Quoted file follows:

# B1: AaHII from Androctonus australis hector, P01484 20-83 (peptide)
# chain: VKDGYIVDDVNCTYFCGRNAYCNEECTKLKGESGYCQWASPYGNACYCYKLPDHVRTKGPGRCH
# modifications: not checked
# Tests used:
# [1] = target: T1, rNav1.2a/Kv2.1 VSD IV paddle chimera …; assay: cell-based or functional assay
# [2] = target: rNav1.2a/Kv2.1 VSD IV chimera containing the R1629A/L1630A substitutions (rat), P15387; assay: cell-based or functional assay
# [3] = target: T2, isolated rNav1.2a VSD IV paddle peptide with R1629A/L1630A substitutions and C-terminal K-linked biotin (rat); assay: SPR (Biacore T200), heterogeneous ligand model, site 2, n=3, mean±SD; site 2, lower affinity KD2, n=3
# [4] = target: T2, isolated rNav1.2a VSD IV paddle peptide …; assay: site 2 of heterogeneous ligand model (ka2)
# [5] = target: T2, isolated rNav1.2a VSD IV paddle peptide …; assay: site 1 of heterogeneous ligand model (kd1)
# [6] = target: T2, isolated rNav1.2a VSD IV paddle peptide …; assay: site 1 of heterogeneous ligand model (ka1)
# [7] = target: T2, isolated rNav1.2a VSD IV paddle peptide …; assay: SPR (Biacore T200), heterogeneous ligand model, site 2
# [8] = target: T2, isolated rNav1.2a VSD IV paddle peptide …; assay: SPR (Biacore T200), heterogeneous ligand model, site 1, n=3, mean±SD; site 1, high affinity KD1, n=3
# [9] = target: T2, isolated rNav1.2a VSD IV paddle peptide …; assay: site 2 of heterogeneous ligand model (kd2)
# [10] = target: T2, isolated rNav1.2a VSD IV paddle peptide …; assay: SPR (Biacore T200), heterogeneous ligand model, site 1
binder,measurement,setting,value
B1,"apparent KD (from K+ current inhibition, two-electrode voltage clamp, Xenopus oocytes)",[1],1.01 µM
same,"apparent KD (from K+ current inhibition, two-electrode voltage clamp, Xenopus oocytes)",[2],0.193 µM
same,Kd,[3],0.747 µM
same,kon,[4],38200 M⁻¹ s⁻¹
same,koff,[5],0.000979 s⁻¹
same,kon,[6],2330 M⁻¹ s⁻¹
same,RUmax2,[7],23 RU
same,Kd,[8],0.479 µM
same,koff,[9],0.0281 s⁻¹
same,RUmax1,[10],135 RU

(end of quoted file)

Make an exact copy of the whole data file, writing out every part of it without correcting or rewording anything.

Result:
# B1: AaHII from Androctonus australis hector, P01484 20-83 (peptide)
# chain: VKDGYIVDDVNCTYFCGRNAYCNEECTKLKGESGYCQWASPYGNACYCYKLPDHVRTKGPGRCH
# modifications: not checked
# Tests used:
# [1] = target: T1, rNav1.2a/Kv2.1 VSD IV paddle chimera …; assay: cell-based or functional assay
# [2] = target: rNav1.2a/Kv2.1 VSD IV chimera containing the R1629A/L1630A substitutions (rat), P15387; assay: cell-based or functional assay
# [3] = target: T2, isolated rNav1.2a VSD IV paddle peptide with R1629A/L1630A substitutions and C-terminal K-linked biotin (rat); assay: SPR (Biacore T200), heterogeneous ligand model, site 2, n=3, mean±SD; site 2, lower affinity KD2, n=3
# [4] = target: T2, isolated rNav1.2a VSD IV paddle peptide …; assay: site 2 of heterogeneous ligand model (ka2)
# [5] = target: T2, isolated rNav1.2a VSD IV paddle peptide …; assay: site 1 of heterogeneous ligand model (kd1)
# [6] = target: T2, isolated rNav1.2a VSD IV paddle peptide …; assay: site 1 of heterogeneous ligand model (ka1)
# [7] = target: T2, isolated rNav1.2a VSD IV paddle peptide …; assay: SPR (Biacore T200), heterogeneous ligand model, site 2
# [8] = target: T2, isolated rNav1.2a VSD IV paddle peptide …; assay: SPR (Biacore T200), heterogeneous ligand model, site 1, n=3, mean±SD; site 1, high affinity KD1, n=3
# [9] = target: T2, isolated rNav1.2a VSD IV paddle peptide …; assay: site 2 of heterogeneous ligand model (kd2)
# [10] = target: T2, isolated rNav1.2a VSD IV paddle peptide …; assay: SPR (Biacore T200), heterogeneous ligand model, site 1
binder,measurement,setting,value
B1,"apparent KD (from K+ current inhibition, two-electrode voltage clamp, Xenopus oocytes)",[1],1.01 µM
same,"apparent KD (from K+ current inhibition, two-electrode voltage clamp, Xenopus oocytes)",[2],0.193 µM
same,Kd,[3],0.747 µM
same,kon,[4],38200 M⁻¹ s⁻¹
same,koff,[5],0.000979 s⁻¹
same,kon,[6],2330 M⁻¹ s⁻¹
same,RUmax2,[7],23 RU
same,Kd,[8],0.479 µM
same,koff,[9],0.0281 s⁻¹
same,RUmax1,[10],135 RU